FDA orders recall of 2,800 scope-washing machines, citing infection risk

The Food and Drug Administration said Friday a Pennsylvania company must recall its scope-washing equipment in the U.S.

The Food and Drug Administration said Friday a Pennsylvania company must recall its scope-washing equipment in the U.S.

(Chad Terhune/Los Angeles Times)

Amid an ongoing investigation into superbug outbreaks nationwide, U.S. regulators have ordered a Pennsylvania company to recall its scope-cleaning machines used at UCLA and more than 1,000 other hospitals and clinics.

The Food and Drug Administration said Friday that it ordered the recall
because Custom Ultrasonics had continued to violate federal law and those lapses could result in an increased risk of infection for patients.

The agency said an estimated 2,800 automated endoscope reprocessors made by Custom Ultrasonics are used by hospitals and outpatient clinics in the U.S.


These sophisticated washing machines play a central role at many hospitals, which rely on them to disinfect endoscopes quickly for the next patient.

Regulators said the company couldn’t validate that its equipment can adequately wash and disinfect endoscopes.

The firm also didn’t report adverse events tied to its equipment in a timely manner, officials said.

“We are taking action because Custom Ultrasonics failed to meet its legal and regulatory obligations,” said Dr. William Maisel, chief scientist in the FDA’s Center for Devices and Radiological Health. The FDA’s recall order “is necessary to protect the public health.”

A representative for Custom Ultrasonics, based in Ivyland, Pa., didn’t respond to requests for comment.

Friday’s action sparked renewed criticism of the FDA among patient advocates and medical experts who say the agency takes too long to pull unsafe medical devices off the market.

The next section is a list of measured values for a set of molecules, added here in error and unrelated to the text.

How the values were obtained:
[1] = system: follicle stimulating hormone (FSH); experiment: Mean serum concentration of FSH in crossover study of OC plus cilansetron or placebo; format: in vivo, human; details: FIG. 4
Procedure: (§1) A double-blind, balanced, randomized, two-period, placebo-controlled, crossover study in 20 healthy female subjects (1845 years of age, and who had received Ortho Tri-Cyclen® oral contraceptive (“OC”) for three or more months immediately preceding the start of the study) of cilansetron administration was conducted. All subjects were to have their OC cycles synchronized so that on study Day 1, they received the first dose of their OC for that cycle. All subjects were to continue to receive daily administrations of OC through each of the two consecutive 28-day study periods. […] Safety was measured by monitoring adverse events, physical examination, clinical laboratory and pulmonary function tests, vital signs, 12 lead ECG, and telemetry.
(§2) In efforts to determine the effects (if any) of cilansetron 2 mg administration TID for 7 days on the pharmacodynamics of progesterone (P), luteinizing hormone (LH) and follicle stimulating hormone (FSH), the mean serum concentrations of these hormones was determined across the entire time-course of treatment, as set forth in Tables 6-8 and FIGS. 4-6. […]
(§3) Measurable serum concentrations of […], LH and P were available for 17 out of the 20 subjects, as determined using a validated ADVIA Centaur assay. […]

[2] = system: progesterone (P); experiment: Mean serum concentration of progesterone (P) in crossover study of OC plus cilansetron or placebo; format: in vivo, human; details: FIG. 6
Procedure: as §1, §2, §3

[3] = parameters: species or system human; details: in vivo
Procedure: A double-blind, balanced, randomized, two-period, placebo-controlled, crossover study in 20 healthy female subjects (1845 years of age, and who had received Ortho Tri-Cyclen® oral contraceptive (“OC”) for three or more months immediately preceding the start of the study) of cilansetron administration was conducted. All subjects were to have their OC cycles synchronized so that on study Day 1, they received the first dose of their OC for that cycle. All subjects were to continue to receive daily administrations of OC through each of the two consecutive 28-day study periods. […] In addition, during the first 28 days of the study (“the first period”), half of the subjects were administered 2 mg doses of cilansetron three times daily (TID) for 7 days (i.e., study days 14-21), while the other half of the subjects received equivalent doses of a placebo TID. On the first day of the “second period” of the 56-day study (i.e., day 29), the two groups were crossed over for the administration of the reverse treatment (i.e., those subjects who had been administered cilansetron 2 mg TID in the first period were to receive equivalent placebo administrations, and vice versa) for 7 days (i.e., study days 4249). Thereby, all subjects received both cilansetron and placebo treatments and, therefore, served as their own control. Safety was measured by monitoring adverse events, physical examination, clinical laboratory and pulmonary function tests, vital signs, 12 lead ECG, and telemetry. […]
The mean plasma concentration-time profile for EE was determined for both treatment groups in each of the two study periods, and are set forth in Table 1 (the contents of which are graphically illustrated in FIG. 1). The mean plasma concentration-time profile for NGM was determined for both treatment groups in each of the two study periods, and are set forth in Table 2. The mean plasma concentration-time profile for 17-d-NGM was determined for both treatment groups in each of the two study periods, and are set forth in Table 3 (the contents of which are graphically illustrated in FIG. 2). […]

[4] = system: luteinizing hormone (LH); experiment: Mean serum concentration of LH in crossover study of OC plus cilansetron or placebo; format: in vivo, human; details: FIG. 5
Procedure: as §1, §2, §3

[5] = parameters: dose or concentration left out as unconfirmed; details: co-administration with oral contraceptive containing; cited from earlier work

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In 2012, the FDA told Custom Ultrasonics to cease manufacturing and ordered a recall of devices because of concerns over patient safety. But federal officials said they allowed Custom’s equipment to remain on the market after the company made certain changes and obtained government clearance.

Custom Ultrasonics was already operating under a 2007 federal consent decree because its corporate practices “posed a potential public health hazard.”

Consumer advocates were alarmed that the details of what happened in 2012 weren’t posted publicly on the FDA website or shared with hospitals. The Times reported on those events in May after obtaining documents through a Freedom of Information Act request.

Lawrence Muscarella, a hospital-safety consultant in Montgomeryville, Pa., said he left Custom Ultrasonics in early 2013 because of his own concerns about product safety. He served as manager of infection control and spent 18 years at the company.

Muscarella said the FDA should have enforced its 2012 recall and alerted medical providers right away.


“The failure of the FDA to act more promptly, based on their own words, could have resulted in deaths and injuries,” he said. “This is very concerning from a public health standpoint. It has taken three years to recall a product. That’s unacceptable.”

An FDA spokeswoman rejected those criticisms, saying the recalls in 2012 and now were for different reasons.

Federal regulators and U.S. prosecutors continue to investigate a series of outbreaks at U.S. hospitals where dozens of patients were exposed to antibiotic-resistant superbugs after being treated with a duodenoscope.

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Health officials have focused much of their attention on the design of those gastrointestinal scopes that makes it difficult to remove dangerous bacteria. Deadly germs can become trapped inside the scope and then get passed to the next patient.

A scope-related outbreak of the CRE superbug at UCLA’s Ronald Reagan Medical Center sickened eight patients, including three who died.


UCLA has used Custom Ultrasonics washers for its duodenoscopes and called in the company as part of its outbreak investigation earlier this year.

The university found “there was no functional issue with the units.”

The FDA said several healthcare facilities with confirmed or possible duodenoscope-associated infections used the System 83 Plus unit made by Custom.

The FDA recommends that healthcare facilities move away from Custom’s scope-washing machines “as soon as possible.” The company has seven business days to provide the FDA its plan for how to handle the recall.

Custom machines can cost $30,000 to $50,000 and typically take about 30 minutes to wash scopes with disinfectant following some manual cleaning.

Twitter: @chadterhune



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